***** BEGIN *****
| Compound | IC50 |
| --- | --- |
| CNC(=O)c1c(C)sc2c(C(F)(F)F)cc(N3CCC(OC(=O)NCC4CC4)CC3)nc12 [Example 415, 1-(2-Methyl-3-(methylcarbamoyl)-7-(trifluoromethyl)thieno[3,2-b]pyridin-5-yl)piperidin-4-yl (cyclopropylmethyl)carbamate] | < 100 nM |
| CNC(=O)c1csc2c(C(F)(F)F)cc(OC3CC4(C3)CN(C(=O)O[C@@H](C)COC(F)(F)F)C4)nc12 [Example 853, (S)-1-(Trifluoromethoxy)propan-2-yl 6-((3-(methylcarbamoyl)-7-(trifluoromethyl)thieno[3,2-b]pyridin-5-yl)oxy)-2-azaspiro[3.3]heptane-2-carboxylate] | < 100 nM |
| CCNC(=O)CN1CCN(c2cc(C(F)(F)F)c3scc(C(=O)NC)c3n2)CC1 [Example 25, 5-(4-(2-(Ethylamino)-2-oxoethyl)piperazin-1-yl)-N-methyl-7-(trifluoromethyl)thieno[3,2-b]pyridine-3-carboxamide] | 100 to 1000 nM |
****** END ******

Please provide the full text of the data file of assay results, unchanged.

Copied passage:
| Compound | IC50 |
| --- | --- |
| CNC(=O)c1c(C)sc2c(C(F)(F)F)cc(N3CCC(OC(=O)NCC4CC4)CC3)nc12 [Example 415, 1-(2-Methyl-3-(methylcarbamoyl)-7-(trifluoromethyl)thieno[3,2-b]pyridin-5-yl)piperidin-4-yl (cyclopropylmethyl)carbamate] | < 100 nM |
| CNC(=O)c1csc2c(C(F)(F)F)cc(OC3CC4(C3)CN(C(=O)O[C@@H](C)COC(F)(F)F)C4)nc12 [Example 853, (S)-1-(Trifluoromethoxy)propan-2-yl 6-((3-(methylcarbamoyl)-7-(trifluoromethyl)thieno[3,2-b]pyridin-5-yl)oxy)-2-azaspiro[3.3]heptane-2-carboxylate] | < 100 nM |
| CCNC(=O)CN1CCN(c2cc(C(F)(F)F)c3scc(C(=O)NC)c3n2)CC1 [Example 25, 5-(4-(2-(Ethylamino)-2-oxoethyl)piperazin-1-yl)-N-methyl-7-(trifluoromethyl)thieno[3,2-b]pyridine-3-carboxamide] | 100 to 1000 nM |